Hicks, however, apparently was not interested in distributing flyers, or otherwise exercising his First Amendment rights. Instead, it seems that he just wanted to visit his son - to whom, on this occasion, he was trying to deliver diapers. (There may be a constitutional right to access to one's children, but it's probably not a First Amendment right. The First Amendment does establish a right of association, but it's usually interpreted as a right to associate for political purposes.)

How, then, can Hicks sue under the First Amendment? The answer is that, in the First Amendment context, there is a special doctrine called "overbreadth." The overbreadth doctrine allows a person to attack a statute as a whole as unconstitutional, even if the way it was applied to him is entirely constitutional - as long as lots of its other applications are unconstitutional.

To determine whether a plaintiff such as Hicks can bring an overbreadth claim, the court must decide whether there are other applications of the housing policy, that also suppress First Amendment-protected speech. Does the policy mostly serve another purpose, that only impacts speech in minor respects? Or does it mostly serve the goal of suppressing speech? If the Court decides that the policy does the latter, then the overrbreadth doctrine could apply.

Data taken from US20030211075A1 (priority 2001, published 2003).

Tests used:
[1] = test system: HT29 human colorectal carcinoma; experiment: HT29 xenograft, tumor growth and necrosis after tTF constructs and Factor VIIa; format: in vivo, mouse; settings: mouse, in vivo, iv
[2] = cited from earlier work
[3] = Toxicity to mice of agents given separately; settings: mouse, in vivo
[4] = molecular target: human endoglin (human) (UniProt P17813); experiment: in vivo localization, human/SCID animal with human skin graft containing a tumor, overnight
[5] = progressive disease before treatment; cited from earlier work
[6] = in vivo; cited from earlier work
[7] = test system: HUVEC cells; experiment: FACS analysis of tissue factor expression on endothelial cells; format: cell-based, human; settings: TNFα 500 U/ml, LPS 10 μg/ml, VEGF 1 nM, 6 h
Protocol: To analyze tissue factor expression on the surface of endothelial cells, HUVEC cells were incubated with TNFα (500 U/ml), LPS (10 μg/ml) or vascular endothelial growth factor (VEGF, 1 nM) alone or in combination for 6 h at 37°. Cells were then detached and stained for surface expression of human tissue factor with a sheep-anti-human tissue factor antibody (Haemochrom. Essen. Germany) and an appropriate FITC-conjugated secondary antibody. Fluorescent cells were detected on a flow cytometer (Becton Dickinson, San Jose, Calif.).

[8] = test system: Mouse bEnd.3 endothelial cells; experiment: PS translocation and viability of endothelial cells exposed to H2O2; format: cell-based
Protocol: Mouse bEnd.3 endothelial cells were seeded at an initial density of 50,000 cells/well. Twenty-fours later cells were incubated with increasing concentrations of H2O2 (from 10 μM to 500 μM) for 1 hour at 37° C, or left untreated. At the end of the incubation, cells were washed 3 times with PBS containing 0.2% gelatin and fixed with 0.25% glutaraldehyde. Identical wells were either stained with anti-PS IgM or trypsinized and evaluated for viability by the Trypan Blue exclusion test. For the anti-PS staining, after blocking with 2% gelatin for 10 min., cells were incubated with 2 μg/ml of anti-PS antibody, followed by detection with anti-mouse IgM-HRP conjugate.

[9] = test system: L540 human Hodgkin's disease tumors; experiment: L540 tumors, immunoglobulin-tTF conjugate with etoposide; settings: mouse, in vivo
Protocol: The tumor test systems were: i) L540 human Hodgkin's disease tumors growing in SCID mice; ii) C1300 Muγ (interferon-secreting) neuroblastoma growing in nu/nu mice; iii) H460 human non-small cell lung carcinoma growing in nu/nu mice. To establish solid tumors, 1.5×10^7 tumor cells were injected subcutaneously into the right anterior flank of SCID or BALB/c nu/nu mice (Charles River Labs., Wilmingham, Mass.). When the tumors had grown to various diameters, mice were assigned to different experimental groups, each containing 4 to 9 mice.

This comparison is inherently pretty speculative. But for some statutes, the answer is relatively clear. For example, a statute that said "Don't put anything on the Whitcomb Court bulletin boards" would predominantly target speech. A statute that said "Don't deal drugs in Whitcomb Court or you'll be banished forever" would predominantly target crime.

How the Overbreadth Doctrine May Apply in Hicks's Case

So is the housing policy from the Hicks case closer to "Don't post anything on the bulletin boards" or "Don't deal drugs or you'll be banished"? It's hard to tell, because there is no written policy. Instead, there is just the Housing Manager - sometimes with the help of higher-ups at the Housing Authority - exercising personal judgment when deciding whether visitors have a good enough reason to enter the development.